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So, You Want To Be An Arts Advocate?

Maybe your friend told you her school is cutting the music program and choir was the best part of your day in middle school. Maybe you're getting nervous that your community isn’t producing enough diverse performances. Maybe you’ve heard about arts advocacy before and you’re thinking “It’s time for me to step up and help protect the arts.” Whatever your reasons may be, arts advocacy day is a great place to start. But...what exactly is it?


Let’s begin with the organization that makes arts advocacy day possible- Americans for the Arts, or AFTA. Founded in 1996, their mission is “to build recognition and support for the extraordinary and dynamic value of the arts and to lead, serve, and advance the diverse networks of organizations and individuals who cultivate the arts in America” (AFTA website, 2019.) In addition to helping put together important events like arts advocacy day, AFTA conducts important research regarding the arts, as well as connects diverse arts leaders across the nation to one another.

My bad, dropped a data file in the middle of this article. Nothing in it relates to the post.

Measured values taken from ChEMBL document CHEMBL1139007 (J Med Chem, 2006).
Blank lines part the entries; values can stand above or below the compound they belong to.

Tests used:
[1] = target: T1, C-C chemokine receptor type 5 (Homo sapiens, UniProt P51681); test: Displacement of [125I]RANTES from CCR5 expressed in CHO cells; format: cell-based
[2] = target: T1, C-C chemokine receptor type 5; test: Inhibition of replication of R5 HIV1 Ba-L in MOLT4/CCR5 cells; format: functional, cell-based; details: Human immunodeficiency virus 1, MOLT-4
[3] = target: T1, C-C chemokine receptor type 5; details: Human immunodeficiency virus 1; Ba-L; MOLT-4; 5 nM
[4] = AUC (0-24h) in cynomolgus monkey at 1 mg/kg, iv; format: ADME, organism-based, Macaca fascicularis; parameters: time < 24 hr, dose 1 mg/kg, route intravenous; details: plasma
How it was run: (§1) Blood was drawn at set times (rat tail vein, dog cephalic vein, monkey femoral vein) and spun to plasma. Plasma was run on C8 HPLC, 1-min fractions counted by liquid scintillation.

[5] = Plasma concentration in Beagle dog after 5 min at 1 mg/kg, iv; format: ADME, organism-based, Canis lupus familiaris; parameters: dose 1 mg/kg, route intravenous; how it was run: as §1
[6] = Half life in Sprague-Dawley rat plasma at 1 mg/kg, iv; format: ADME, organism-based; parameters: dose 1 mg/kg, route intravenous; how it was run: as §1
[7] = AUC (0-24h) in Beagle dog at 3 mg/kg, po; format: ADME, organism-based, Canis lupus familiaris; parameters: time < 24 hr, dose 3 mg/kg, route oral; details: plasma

Arts advocacy day really begins the day before, at the National Arts Action Summit. During the summit, participants are briefed on current arts research and legislative priorities from top experts. It’s a full schedule of lectures and training so that you’re fully prepared to make your case. The following day, armed with your knowledge, you take a stand at Capitol Hill and meet with the congressional leaders of your state.

Arts advocacy day, in a nutshell, brings us together. It helps to unify our individual voices across 50 states so that we may become one sound, powerful voice, that resounds across the hill to express our passion to legislators.


This year marks the 31st consecutive year of arts advocacy day. Together, more than 700 advocates from across the nation will band together to support the importance of the arts and demand an increase in funding. So what do you say? Are you willing to join the cause and stand up for our rights for stronger public policies surrounding the arts- or will you sit aside and watch the U.S. continue to become an entirely left-brained society devoid of creativity?

That’s what I thought -- I’ll see you on March 4th & 5th for Arts Advocacy Day!

For more information and registration, please visit AFTA’s website


Written by Kara Hess, EALS Finance Coordinator and advocate for the arts.

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ADDRESS

Emerging Arts Leaders Symposium

c/o Sherburne Laughlin

Katzen Arts Center at American University, Room 215

4400 Massachusetts Avenue, NW

Washington, DC 20016

auartsymposium@american.edu

 

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© 2017 by EALS.